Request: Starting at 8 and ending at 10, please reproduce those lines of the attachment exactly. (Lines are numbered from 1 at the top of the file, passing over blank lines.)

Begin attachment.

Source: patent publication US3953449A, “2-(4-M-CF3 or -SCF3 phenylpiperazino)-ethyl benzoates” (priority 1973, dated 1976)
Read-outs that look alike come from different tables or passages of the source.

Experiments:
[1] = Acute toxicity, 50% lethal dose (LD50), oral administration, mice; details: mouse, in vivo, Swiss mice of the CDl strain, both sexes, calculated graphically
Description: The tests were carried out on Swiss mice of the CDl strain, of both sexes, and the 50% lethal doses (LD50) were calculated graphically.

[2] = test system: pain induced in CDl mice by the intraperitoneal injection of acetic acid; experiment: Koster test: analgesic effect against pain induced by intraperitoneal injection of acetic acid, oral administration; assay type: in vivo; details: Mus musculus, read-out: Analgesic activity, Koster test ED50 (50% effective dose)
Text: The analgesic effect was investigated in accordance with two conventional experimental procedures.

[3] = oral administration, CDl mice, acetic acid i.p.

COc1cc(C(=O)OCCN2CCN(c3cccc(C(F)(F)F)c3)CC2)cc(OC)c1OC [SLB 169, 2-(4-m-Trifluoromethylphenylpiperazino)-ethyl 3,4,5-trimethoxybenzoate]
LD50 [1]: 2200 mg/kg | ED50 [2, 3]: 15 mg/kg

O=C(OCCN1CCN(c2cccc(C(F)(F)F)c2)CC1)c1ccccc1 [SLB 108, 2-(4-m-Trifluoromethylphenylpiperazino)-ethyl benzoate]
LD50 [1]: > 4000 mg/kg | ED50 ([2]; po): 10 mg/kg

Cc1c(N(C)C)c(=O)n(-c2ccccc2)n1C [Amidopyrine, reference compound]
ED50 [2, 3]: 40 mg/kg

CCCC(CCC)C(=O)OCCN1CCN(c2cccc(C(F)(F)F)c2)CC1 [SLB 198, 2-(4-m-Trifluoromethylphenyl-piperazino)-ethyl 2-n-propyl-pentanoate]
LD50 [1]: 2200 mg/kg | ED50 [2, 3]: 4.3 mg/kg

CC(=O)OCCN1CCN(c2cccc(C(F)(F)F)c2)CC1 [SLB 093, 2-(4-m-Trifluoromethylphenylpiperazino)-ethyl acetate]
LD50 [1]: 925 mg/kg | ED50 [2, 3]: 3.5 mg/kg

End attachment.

[3] = oral administration, CDl mice, acetic acid i.p.

COc1cc(C(=O)OCCN2CCN(c3cccc(C(F)(F)F)c3)CC2)cc(OC)c1OC [SLB 169, 2-(4-m-Trifluoromethylphenylpiperazino)-ethyl 3,4,5-trimethoxybenzoate]
LD50 [1]: 2200 mg/kg | ED50 [2, 3]: 15 mg/kg